Behavioral therapists are starting to use VR to expose their patients to sources of distress without leaving the office.
Exposure therapy, a technique within behavioral therapy, ensures a structured, repeated and progressive confrontation between the subject and stimuli that usually triggers inadequate behavioral or emotional responses.
The process often involves revisiting places and situations with traumatic memories, but what if therapists can expose their patients to stimulus virtually?
Virtual Exposure Therapy
Exposure therapy is used by cognitive-behavioral therapists. Exposure allows patients to see for themselves that what they fear is less serious than they think.
In addition, through this therapy, they also get to know how to react in anxiety-filled situations.
They learn which behavior to adopt in the face of common sources of anxiety, or how to manage certain social situations if they suffer from social phobia.
Exposure therapy is used for most anxiety disorders, such as obsessive-compulsive disorder, post-traumatic stress disorder, and different phobias.
Thanks to the development of digital technologies, it is now possible for therapists to get novel tools in their arsenal.
VR is no longer just for video games. Digital companies are working to make them mental therapy tools, to treat phobias, anxiety, depression and all sorts of addictions.
One of the principles of cognitive psychotherapies is to gradually expose the patient to their fears (heights, spiders, airplane, claustrophobic places, and etc.) in order to help them dedramatize these situations.
With a VR app and a headset, therapists can put their patient in a digital environment, and immerse them in the dreaded situation, virtually and safely.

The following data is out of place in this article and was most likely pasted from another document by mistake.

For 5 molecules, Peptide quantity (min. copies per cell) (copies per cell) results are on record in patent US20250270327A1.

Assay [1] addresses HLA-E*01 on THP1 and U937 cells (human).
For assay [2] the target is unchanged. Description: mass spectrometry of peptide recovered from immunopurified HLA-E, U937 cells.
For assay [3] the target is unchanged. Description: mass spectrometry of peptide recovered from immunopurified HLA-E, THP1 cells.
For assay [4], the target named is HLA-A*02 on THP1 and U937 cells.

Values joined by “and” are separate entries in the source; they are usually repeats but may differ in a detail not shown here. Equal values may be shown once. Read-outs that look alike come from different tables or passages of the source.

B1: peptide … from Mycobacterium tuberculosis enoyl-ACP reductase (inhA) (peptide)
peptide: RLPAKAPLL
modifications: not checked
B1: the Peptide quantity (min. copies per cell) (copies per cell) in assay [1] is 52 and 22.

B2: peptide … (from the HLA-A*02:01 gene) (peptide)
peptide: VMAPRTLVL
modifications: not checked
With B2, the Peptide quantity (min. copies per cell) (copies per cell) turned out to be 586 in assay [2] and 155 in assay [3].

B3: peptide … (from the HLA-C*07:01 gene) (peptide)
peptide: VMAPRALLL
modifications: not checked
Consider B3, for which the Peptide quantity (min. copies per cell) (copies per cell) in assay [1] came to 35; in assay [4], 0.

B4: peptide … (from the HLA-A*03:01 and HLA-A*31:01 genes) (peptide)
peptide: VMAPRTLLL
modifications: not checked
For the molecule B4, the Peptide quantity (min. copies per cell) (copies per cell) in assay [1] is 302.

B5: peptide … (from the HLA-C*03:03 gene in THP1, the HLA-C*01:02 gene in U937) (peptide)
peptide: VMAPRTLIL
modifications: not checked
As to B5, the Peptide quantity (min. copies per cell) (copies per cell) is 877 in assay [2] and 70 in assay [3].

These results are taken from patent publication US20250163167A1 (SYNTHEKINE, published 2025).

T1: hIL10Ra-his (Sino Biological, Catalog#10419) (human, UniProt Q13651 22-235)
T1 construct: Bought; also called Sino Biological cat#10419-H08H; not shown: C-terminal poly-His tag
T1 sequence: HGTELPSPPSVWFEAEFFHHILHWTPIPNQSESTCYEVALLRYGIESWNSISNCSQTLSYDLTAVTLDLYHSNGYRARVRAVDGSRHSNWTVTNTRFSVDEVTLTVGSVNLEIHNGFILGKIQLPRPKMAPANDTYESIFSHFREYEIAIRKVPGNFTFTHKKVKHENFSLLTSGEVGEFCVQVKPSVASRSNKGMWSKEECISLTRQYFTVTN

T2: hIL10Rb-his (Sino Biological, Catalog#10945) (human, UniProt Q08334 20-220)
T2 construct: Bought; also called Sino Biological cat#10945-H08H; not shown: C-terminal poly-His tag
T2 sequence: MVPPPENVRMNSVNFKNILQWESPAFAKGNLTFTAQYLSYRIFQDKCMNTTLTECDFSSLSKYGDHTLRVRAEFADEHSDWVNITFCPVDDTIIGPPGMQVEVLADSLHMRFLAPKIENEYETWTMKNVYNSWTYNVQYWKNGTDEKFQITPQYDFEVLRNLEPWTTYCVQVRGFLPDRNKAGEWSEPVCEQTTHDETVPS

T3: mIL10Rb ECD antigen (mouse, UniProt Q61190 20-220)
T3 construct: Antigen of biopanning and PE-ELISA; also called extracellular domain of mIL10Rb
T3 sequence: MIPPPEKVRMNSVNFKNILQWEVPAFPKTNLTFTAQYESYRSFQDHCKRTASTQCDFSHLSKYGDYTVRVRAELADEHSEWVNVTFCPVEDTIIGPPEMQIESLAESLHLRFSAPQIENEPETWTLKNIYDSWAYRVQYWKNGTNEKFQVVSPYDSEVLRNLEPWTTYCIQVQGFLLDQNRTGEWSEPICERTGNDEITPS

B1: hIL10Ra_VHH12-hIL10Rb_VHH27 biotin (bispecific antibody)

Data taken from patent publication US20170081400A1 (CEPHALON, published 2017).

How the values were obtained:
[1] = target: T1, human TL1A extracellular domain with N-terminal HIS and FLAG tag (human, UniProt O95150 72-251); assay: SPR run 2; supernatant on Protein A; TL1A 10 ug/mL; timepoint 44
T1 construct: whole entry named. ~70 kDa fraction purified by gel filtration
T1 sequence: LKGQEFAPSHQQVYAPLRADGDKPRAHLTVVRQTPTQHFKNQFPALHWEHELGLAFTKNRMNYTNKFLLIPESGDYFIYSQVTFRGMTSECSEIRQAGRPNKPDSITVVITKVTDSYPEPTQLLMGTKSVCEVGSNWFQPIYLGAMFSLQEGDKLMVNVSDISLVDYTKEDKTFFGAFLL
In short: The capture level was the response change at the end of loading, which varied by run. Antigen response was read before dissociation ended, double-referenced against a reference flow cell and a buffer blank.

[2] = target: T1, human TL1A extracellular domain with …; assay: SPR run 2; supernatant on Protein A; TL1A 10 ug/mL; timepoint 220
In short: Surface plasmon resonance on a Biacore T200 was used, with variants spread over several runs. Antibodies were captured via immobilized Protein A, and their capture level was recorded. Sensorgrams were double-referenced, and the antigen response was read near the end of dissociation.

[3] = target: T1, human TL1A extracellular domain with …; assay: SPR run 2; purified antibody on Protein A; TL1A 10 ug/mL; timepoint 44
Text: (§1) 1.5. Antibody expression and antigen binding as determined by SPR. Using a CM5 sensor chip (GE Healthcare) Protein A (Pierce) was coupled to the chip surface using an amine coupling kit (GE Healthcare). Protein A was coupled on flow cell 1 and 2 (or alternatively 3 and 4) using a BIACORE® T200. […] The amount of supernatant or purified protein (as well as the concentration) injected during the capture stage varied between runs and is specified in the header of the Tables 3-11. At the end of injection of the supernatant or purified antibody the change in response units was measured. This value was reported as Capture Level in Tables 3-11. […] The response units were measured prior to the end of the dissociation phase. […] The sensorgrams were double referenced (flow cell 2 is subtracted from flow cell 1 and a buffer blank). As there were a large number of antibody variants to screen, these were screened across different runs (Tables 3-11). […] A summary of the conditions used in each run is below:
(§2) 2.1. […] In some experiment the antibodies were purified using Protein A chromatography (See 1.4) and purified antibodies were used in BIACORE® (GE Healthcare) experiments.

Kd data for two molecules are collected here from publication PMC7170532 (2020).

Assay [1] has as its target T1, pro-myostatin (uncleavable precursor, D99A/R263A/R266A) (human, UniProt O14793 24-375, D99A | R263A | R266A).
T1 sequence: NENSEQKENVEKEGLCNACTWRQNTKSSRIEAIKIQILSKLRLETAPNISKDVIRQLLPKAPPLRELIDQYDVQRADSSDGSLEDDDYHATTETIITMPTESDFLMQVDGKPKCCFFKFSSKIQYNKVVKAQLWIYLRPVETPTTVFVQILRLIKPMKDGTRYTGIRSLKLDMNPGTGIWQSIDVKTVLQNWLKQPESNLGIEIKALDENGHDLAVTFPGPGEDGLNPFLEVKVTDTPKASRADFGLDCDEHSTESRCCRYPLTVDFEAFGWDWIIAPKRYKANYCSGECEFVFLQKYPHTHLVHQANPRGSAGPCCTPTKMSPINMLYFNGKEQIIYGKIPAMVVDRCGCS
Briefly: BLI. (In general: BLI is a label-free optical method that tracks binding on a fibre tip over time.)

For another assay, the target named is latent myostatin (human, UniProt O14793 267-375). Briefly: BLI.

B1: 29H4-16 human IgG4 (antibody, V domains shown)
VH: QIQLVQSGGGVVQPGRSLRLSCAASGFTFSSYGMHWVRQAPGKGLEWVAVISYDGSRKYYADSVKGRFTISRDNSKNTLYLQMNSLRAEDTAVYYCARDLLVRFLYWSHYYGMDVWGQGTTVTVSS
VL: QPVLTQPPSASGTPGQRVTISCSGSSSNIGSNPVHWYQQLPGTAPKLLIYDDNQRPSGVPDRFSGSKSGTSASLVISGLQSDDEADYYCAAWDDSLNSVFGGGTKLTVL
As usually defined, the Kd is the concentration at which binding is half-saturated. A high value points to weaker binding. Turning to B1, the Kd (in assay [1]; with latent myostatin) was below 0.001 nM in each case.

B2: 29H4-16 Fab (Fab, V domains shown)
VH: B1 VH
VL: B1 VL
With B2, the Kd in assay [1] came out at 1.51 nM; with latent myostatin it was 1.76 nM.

If, for example, the patient is afraid to speak in public, they’ll find themselves in front of a room filled with people, and they’ll have the chance to train virtually before confronting the same situation in the real world.
VR to Improve Mental Healthcare
In the past, these practices were carried out by the imagination, or through practical yet costly means. Now, several startups have embarked on the discovery of new therapeutic avenues using VR.
This is the case of Limbix, a VR therapy start-up, which develops digital solutions and VR apps for psychotherapists.
Limbix offers VR exposure therapy app through a headset (Daydream View), which has been tested by some therapists and proven to be effective in treating patients with acute anxiety.
Limbix is not alone in this niche. Other U.S. startups are also working on VR therapy apps, such as Applied VR.
The convenience of VR apps for mental health care is apparent.
Of course, it’s up to the therapist to monitor the patient and guide the session. A VR headset doesn’t supplement for a skilled and practiced clinical psychologist.
VR apps can also be used for relaxation or meditation sessions in a bucolic landscape.
Virtually exposing the person to their phobias or fears is done in a particularly gentle manner because the therapist can control the parameters and make the exposure progressive–they won’t just shove someone with battle-induced PTSD into a firefight.
The physician can choose the appropriate environment: for example, a person with vertigo will be put inside an elevator hanging on the side of a skyscraper–yet without leaving the couch.